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‘Gone mad’: Economist floats ‘crazy’ idea of cash with expiry dates

(Source: Getty, Twitter)

As the government finalises the details on its multi-billion dollar stimulus package, one economist has floated an interesting idea: cash with an expiry date.

On Tuesday morning, Stephen Koukoulas – independent economist and former economic senior adviser to then-Prime Minister Julia Gillard – tweeted about a “policy I like”.

“Issue banknotes with a use by date,” he said.

“$20 note: ‘This note will cease to be a means of exchange after 31 December 2020.’ Incentive to spend it and circulate it is high.”

Koukoulas has long lobbied the government to inject cash into the economy, arguing Aussies need a $5 billion handout, with a further $5 billion every quarter until the fallout from coronavirus ebbs.

“For the most powerful effect, one that will avoid a recession, policy must be skewed to the distribution of money to low and middle income earners because they have a high propensity to spend that money,” he said.

“Given that the value of economic output is around $500 billion per quarter, a cash boost of at least $5 billion per quarter will add 1 per cent to growth, other things being equal.”


However, Twitter users were quick to slam the idea.

“This can’t be real,” tweeted political cartoonist Jon Kudelka.

“How about wallet inspectors, to make sure everyone is spending their money?” asked Nick Schadegg.

Even Labor MP Brian Mitchell jumped in with a vision of what it would look like when the deadline expires.

What other economists said

University of Adelaide economics lecturer Steven Hail dismissed the idea, dubbing cash a “government liability”, and said it would also adversely impact more vulnerable Australians.

But speaking to Yahoo Finance, AMP Capital chief economist Shane Oliver said that the idea was not new.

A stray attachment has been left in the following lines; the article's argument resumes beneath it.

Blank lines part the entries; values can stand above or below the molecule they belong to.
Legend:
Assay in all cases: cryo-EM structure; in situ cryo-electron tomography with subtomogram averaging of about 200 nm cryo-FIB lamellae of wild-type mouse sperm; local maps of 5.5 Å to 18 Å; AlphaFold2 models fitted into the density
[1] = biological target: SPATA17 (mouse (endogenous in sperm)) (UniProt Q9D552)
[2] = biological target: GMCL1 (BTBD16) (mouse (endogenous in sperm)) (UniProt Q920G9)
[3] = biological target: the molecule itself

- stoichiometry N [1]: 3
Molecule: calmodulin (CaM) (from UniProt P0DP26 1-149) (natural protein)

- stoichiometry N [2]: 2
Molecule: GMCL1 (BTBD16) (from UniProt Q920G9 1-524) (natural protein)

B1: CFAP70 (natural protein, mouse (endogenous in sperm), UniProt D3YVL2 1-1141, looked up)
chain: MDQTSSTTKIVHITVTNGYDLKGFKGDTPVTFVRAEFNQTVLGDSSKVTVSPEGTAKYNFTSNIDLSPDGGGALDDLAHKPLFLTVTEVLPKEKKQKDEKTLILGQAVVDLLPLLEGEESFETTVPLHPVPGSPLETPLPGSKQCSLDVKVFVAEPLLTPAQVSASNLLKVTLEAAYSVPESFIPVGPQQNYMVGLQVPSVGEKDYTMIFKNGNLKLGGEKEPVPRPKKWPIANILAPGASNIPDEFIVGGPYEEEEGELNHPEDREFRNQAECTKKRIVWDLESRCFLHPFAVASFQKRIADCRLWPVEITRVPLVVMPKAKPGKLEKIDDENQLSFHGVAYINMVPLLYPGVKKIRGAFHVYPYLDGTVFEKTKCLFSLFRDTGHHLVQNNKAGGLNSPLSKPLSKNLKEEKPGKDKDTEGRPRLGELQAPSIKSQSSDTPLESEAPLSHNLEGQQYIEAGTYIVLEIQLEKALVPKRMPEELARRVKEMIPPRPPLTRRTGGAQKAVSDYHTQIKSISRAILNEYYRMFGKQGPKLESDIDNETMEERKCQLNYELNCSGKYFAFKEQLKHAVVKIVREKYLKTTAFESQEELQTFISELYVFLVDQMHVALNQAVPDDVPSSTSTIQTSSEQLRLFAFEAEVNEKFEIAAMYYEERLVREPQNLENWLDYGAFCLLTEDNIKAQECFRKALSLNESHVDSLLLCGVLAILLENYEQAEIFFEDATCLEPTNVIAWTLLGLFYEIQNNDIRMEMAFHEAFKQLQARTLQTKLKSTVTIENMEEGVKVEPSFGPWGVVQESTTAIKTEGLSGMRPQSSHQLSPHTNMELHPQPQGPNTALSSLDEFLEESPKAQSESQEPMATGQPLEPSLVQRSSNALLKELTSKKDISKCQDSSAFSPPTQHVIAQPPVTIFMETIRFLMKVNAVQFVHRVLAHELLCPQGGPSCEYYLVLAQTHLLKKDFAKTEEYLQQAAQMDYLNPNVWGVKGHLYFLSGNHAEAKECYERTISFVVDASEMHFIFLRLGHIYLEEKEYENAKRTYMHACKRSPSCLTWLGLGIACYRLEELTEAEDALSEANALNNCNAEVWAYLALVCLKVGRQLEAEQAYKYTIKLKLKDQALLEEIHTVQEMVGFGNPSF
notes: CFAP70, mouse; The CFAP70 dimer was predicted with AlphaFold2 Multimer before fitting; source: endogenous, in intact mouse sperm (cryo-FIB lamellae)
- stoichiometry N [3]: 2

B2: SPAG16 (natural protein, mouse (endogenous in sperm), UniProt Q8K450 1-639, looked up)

“I was advocating something similar last year. Stimulus payments to households with a use buy date makes sense,” he said. “It would force a bigger proportion of it to be spent soon which is what we need.”

Motley Fool Australia chief investment officer Scott Phillips said: “Not sure about expiring banknotes, but I'm 100 per cent with him on stimulus!”

Could it actually work?

Speaking to Yahoo Finance, Koukoulas laughed off the comments and said there was more to the ‘mad’ theory than met the eye.

“A tweet doesn’t encapsulate everything,” he said. “That said, it is a means to get people to spend money.

“If you’ve got that sitting in your wallet you're not going to want to hold it when cash comes to its expiry date,” he explained.

The bank notes would actually be depositable. “As a means of exchange, it becomes worthless, but you've got to deposit it before the 31st, or whenever it expires.”

“You can bank it, so I think that’s an important thing people missed in the Tweet,” he said. “It’s a way of ensuring people don’t save the money.”

Bank notes with use-by dates would give Australians extra incentive to spend. The Morrison government’s $158 billion tax cuts were designed to boost consumer spending – but instead, Aussies either saved it or used it to pay bills, mortgage or debt, according to a study.

“You can't force people to spend if they don't want to. But if you've got money that's got a use by date, it’s a bit like a gift card,” Koukoulas said.

“It’s not something you do every day of the week, but when the economy is at risk as it is right now, you need a few crazy ideas from time to time.”

The “crazy idea” could also potentially stem the black economy. In a Quora thread, Vice President of Hong Kong’s Bank of America Keshav Choudhary said government taxation would become “very efficient” and it would mean “almost no tax evasion”.

Has it ever been done before?

Koukoulas said the idea of cash with use-by dates was “spoken about” when the Bank of Japan dropped their interest rate to 0 per cent in February 2009.

“People hoarded cash. They literally did stick it under the mattress, and they weren't spending. And this is when the Bank of Japan was literally printing money,” Koukoulas said.

But no, the world has never seen this policy before.

“It’s one of those economic theories that have popped up in the past.”

But with the Reserve Bank of Australia cutting interest rates to an all-time low of 0.5 per cent, and further cuts slated for the future, the idea might not seem as absurd.

“It’s to stop people in an era of zero interest rates hoarding their cash, i.e. not spending it.”

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